Dave Bittner: Bleeping Computer reports that Italian authorities warned yesterday that Italy could see more distributed denial-of-service attacks of the sort recently conducted by the Russian Killnet group, nominally independent patriotic hacktivists working in Russia's interest, but probably also receiving some direction from Moscow's security and intelligence services. Killnet declared Operation Panopticon - that is, the creation of a space in which everything is seen - last week and has since been seeking to rally sympathetic hackers to its cause. The original panopticon was proposed in the 18th century by the English utilitarian philosopher Jeremy Bentham, who intended it as a proposal for prison reform. Prisons ought to be designed, Bentham argued, with a central panopticon from which all of the prisoners could be observed continuously and without interruption. We leave the unpacking of Killnet's choice of metaphor as an exercise for you, our listener, but it seems to provide an instructive window on how they view the way the world ought to be organized - like, perhaps, a prison. 

Dave Bittner: Observers in the U.S. and U.K. also continue to express concern about the prospects of major Russian offensive cyber campaigns, although so far at least, no such successful campaigns have developed. Some warn of a potential for attacks against industrial control systems, using Pipedream malware tools. Others see more risk of distributed denial-of-service attacks organized by Gamaredon, also known as APT53 or Primitive Bear. Ukrainian hacktivists continue to conduct nuisance-level attacks against Russian targets. Sberbank, Russia's largest bank, remains a favorite target, the Telegraph reports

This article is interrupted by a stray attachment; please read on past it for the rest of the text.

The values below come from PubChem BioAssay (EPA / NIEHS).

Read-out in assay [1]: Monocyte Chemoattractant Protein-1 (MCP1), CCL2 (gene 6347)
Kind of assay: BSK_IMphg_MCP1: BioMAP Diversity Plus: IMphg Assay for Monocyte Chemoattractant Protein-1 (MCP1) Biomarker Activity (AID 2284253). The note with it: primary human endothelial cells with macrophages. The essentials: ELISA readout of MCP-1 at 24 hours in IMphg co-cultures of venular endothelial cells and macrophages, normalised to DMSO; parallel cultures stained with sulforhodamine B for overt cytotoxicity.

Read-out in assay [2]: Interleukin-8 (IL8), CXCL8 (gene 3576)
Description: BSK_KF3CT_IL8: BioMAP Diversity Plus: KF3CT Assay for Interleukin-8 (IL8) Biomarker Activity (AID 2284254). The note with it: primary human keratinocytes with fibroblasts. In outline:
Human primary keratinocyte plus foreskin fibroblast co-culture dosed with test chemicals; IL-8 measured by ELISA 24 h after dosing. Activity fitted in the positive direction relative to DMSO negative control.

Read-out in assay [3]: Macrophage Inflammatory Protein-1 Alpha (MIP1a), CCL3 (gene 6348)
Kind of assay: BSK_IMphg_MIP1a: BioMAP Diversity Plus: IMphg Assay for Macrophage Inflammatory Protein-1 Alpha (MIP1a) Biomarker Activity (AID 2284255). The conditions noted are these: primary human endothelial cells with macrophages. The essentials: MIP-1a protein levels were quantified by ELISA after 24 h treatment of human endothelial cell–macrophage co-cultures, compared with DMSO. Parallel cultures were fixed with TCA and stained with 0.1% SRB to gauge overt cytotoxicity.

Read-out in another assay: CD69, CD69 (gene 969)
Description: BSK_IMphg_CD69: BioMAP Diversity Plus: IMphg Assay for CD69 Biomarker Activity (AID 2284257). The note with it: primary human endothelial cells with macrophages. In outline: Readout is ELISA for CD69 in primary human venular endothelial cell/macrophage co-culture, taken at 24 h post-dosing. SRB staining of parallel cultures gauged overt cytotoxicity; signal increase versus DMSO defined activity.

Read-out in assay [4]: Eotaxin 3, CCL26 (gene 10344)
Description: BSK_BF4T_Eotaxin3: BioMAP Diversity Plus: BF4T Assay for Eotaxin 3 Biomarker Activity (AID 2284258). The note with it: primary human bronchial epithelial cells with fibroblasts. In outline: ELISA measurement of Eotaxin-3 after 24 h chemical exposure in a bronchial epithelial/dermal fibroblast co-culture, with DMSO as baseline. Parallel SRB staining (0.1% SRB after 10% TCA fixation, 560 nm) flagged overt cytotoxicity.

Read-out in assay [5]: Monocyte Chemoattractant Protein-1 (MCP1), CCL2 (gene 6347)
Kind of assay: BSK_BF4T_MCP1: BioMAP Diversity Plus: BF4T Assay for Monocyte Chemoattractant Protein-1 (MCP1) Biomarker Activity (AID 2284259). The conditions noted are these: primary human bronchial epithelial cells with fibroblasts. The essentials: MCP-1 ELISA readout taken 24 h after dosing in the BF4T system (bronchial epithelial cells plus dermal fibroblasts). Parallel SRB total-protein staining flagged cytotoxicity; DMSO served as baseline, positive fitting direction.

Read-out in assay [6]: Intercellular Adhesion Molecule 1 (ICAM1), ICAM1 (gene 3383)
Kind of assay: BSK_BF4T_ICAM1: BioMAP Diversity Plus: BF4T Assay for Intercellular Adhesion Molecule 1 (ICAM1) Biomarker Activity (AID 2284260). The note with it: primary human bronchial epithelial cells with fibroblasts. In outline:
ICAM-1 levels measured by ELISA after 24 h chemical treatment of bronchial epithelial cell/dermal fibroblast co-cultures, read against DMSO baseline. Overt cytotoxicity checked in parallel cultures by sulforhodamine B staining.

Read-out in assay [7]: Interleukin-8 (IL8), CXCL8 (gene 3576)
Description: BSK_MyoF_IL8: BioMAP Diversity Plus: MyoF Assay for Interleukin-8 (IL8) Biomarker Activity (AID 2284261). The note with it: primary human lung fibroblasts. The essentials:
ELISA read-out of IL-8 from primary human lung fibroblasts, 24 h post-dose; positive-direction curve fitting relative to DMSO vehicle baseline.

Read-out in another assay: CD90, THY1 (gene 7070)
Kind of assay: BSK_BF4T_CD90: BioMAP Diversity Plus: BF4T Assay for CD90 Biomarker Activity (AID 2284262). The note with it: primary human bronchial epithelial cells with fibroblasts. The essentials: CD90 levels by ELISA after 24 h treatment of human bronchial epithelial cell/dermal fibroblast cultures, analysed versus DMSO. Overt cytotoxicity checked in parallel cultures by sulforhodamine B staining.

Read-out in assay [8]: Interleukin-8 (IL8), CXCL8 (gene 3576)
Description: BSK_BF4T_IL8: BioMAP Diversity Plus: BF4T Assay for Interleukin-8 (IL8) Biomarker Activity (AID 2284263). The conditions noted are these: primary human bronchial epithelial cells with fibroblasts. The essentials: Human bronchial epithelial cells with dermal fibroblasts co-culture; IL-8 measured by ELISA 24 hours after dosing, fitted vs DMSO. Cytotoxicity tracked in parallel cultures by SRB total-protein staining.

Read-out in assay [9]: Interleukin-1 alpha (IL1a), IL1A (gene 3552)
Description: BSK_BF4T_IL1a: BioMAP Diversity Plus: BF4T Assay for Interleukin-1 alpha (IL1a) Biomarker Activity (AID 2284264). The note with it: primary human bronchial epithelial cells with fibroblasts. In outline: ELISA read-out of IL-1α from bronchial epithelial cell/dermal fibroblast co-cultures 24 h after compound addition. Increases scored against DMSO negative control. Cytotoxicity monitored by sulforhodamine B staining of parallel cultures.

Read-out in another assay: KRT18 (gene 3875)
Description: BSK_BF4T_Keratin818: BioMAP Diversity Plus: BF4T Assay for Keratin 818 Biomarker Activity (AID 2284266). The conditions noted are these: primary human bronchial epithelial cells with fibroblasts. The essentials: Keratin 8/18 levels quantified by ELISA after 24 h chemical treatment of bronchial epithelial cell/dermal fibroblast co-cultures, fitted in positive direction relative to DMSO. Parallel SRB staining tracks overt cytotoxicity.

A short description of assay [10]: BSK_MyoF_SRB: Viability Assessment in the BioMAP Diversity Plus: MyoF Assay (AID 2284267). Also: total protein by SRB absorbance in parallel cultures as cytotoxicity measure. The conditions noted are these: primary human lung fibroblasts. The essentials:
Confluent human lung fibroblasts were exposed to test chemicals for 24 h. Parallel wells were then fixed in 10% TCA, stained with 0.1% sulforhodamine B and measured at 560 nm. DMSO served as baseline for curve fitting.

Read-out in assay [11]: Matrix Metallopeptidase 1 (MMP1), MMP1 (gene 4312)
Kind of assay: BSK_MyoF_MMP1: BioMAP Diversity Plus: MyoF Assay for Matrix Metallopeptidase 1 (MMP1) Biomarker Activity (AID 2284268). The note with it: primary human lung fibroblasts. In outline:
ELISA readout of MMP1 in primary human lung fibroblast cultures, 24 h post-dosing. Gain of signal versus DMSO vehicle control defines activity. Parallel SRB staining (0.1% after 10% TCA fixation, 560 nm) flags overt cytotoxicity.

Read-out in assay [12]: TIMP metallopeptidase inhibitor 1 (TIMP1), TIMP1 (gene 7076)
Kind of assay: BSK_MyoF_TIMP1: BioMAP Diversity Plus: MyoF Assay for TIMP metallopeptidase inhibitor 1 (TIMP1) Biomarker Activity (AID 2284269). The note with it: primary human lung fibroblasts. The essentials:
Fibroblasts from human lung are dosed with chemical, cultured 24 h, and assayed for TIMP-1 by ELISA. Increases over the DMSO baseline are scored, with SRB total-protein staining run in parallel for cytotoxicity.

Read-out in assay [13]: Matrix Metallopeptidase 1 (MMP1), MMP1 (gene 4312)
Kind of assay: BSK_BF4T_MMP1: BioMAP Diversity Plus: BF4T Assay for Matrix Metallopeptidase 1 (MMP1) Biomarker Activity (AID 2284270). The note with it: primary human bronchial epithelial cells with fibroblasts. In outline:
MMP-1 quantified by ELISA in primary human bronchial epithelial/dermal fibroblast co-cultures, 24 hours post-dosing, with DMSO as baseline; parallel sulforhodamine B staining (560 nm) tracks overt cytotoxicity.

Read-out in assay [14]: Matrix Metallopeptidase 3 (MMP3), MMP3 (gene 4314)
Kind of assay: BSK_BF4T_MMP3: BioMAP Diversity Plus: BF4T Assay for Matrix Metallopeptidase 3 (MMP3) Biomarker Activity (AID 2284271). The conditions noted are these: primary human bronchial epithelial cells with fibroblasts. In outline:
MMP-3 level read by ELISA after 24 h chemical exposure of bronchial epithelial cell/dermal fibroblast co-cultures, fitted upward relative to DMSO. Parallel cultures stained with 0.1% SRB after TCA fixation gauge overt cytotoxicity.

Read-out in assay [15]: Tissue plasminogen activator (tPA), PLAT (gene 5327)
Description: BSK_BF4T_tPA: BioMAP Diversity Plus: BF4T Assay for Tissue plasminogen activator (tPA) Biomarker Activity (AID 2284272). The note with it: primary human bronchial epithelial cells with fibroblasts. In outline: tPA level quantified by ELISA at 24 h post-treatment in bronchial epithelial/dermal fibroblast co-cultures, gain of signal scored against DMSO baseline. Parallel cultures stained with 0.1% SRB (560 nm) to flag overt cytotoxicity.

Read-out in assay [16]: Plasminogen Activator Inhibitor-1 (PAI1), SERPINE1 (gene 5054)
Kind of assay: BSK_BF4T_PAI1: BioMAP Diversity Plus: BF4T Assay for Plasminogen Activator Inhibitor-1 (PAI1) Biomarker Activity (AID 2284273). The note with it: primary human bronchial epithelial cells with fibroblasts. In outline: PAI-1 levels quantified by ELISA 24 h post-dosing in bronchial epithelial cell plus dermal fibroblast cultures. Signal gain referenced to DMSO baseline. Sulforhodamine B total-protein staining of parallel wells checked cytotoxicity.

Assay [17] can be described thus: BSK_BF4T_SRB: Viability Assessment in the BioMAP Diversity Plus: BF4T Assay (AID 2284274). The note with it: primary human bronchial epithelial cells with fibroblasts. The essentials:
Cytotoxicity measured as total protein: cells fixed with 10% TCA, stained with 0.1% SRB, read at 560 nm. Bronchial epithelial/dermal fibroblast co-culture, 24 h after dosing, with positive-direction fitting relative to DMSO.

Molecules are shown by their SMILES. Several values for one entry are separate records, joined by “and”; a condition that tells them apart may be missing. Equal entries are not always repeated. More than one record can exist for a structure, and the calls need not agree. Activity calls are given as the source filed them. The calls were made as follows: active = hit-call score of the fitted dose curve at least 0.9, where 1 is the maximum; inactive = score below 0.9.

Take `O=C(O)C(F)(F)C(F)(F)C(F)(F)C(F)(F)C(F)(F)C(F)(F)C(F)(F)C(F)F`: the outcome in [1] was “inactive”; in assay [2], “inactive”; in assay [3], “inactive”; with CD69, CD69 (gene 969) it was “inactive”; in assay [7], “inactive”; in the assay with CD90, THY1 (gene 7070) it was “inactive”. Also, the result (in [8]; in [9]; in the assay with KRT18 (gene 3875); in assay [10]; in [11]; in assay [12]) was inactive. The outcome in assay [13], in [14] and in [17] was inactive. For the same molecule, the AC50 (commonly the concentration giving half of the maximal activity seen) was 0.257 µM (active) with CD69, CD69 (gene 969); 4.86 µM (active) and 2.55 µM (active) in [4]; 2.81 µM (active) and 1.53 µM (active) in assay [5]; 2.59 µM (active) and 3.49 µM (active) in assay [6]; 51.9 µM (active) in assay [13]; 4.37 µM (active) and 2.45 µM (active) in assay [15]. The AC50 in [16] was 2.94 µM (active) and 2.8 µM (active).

REvil prosecution has reached a dead end.

Dave Bittner: Remember when Russian authorities arrested some alleged leaders of the REvil ransomware gang back on January 14? It would seem that their prosecution is now at a standstill. And moreover, it's the Americans' fault, or so the word on the courthouse steps in Moscow has it. The Russian media outlet Kommersant reported Friday that America did nothing and suggests that this is a disappointment for the Russian authorities. Russia did its best in good faith with a commitment to procedural equality, but the Americans failed to deliver the evidence they promised, so says Kommersant.